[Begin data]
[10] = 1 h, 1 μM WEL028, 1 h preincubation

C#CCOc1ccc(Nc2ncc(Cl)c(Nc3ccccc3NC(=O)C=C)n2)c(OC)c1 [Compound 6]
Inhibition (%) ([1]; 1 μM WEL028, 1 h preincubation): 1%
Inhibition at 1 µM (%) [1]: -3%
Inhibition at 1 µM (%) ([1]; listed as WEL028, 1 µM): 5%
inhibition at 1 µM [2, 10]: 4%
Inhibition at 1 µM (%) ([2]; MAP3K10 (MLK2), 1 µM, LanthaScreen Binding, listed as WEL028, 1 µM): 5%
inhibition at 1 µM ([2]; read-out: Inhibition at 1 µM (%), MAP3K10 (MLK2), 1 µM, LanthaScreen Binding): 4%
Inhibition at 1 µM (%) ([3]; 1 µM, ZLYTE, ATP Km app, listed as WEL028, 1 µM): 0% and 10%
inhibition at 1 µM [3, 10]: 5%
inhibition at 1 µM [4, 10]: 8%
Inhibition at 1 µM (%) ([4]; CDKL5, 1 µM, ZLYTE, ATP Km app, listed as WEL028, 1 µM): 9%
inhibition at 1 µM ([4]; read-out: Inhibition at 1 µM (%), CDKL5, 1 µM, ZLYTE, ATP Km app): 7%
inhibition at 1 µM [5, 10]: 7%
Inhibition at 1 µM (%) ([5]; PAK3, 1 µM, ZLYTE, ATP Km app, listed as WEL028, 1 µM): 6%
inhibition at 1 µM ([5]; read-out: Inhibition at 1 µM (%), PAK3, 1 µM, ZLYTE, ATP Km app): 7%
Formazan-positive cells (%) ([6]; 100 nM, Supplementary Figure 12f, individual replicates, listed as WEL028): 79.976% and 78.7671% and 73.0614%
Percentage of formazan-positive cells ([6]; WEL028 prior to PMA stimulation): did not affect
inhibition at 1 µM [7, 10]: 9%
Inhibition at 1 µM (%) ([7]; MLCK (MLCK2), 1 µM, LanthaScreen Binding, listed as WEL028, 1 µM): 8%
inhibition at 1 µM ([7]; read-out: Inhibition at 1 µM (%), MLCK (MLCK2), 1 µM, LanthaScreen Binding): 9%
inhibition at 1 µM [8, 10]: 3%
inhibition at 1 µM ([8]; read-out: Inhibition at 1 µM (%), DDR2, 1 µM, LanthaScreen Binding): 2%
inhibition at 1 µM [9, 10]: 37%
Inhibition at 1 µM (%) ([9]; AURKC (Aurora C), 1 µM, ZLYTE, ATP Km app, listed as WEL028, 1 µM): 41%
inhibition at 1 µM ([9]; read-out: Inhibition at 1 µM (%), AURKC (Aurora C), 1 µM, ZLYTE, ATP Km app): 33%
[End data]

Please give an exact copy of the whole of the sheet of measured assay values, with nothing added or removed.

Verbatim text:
[10] = 1 h, 1 μM WEL028, 1 h preincubation

C#CCOc1ccc(Nc2ncc(Cl)c(Nc3ccccc3NC(=O)C=C)n2)c(OC)c1 [Compound 6]
Inhibition (%) ([1]; 1 μM WEL028, 1 h preincubation): 1%
Inhibition at 1 µM (%) [1]: -3%
Inhibition at 1 µM (%) ([1]; listed as WEL028, 1 µM): 5%
inhibition at 1 µM [2, 10]: 4%
Inhibition at 1 µM (%) ([2]; MAP3K10 (MLK2), 1 µM, LanthaScreen Binding, listed as WEL028, 1 µM): 5%
inhibition at 1 µM ([2]; read-out: Inhibition at 1 µM (%), MAP3K10 (MLK2), 1 µM, LanthaScreen Binding): 4%
Inhibition at 1 µM (%) ([3]; 1 µM, ZLYTE, ATP Km app, listed as WEL028, 1 µM): 0% and 10%
inhibition at 1 µM [3, 10]: 5%
inhibition at 1 µM [4, 10]: 8%
Inhibition at 1 µM (%) ([4]; CDKL5, 1 µM, ZLYTE, ATP Km app, listed as WEL028, 1 µM): 9%
inhibition at 1 µM ([4]; read-out: Inhibition at 1 µM (%), CDKL5, 1 µM, ZLYTE, ATP Km app): 7%
inhibition at 1 µM [5, 10]: 7%
Inhibition at 1 µM (%) ([5]; PAK3, 1 µM, ZLYTE, ATP Km app, listed as WEL028, 1 µM): 6%
inhibition at 1 µM ([5]; read-out: Inhibition at 1 µM (%), PAK3, 1 µM, ZLYTE, ATP Km app): 7%
Formazan-positive cells (%) ([6]; 100 nM, Supplementary Figure 12f, individual replicates, listed as WEL028): 79.976% and 78.7671% and 73.0614%
Percentage of formazan-positive cells ([6]; WEL028 prior to PMA stimulation): did not affect
inhibition at 1 µM [7, 10]: 9%
Inhibition at 1 µM (%) ([7]; MLCK (MLCK2), 1 µM, LanthaScreen Binding, listed as WEL028, 1 µM): 8%
inhibition at 1 µM ([7]; read-out: Inhibition at 1 µM (%), MLCK (MLCK2), 1 µM, LanthaScreen Binding): 9%
inhibition at 1 µM [8, 10]: 3%
inhibition at 1 µM ([8]; read-out: Inhibition at 1 µM (%), DDR2, 1 µM, LanthaScreen Binding): 2%
inhibition at 1 µM [9, 10]: 37%
Inhibition at 1 µM (%) ([9]; AURKC (Aurora C), 1 µM, ZLYTE, ATP Km app, listed as WEL028, 1 µM): 41%
inhibition at 1 µM ([9]; read-out: Inhibition at 1 µM (%), AURKC (Aurora C), 1 µM, ZLYTE, ATP Km app): 33%